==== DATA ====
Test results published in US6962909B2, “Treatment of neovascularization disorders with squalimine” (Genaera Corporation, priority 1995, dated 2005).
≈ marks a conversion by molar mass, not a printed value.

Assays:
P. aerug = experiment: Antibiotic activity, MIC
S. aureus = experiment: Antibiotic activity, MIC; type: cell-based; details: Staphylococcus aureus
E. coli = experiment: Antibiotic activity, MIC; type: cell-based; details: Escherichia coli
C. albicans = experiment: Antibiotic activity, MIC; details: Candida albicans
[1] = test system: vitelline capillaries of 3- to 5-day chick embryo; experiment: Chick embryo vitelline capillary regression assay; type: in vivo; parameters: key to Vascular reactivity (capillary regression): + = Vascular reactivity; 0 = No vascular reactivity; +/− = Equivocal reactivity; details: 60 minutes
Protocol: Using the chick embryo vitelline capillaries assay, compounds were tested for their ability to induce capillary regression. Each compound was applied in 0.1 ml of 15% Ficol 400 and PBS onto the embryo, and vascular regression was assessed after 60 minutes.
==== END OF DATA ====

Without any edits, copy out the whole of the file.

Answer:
Test results published in US6962909B2, “Treatment of neovascularization disorders with squalimine” (Genaera Corporation, priority 1995, dated 2005).
≈ marks a conversion by molar mass, not a printed value.

Assays:
P. aerug = experiment: Antibiotic activity, MIC
S. aureus = experiment: Antibiotic activity, MIC; type: cell-based; details: Staphylococcus aureus
E. coli = experiment: Antibiotic activity, MIC; type: cell-based; details: Escherichia coli
C. albicans = experiment: Antibiotic activity, MIC; details: Candida albicans
[1] = test system: vitelline capillaries of 3- to 5-day chick embryo; experiment: Chick embryo vitelline capillary regression assay; type: in vivo; parameters: key to Vascular reactivity (capillary regression): + = Vascular reactivity; 0 = No vascular reactivity; +/− = Equivocal reactivity; details: 60 minutes
Protocol: Using the chick embryo vitelline capillaries assay, compounds were tested for their ability to induce capillary regression. Each compound was applied in 0.1 ml of 15% Ficol 400 and PBS onto the embryo, and vascular regression was assessed after 60 minutes.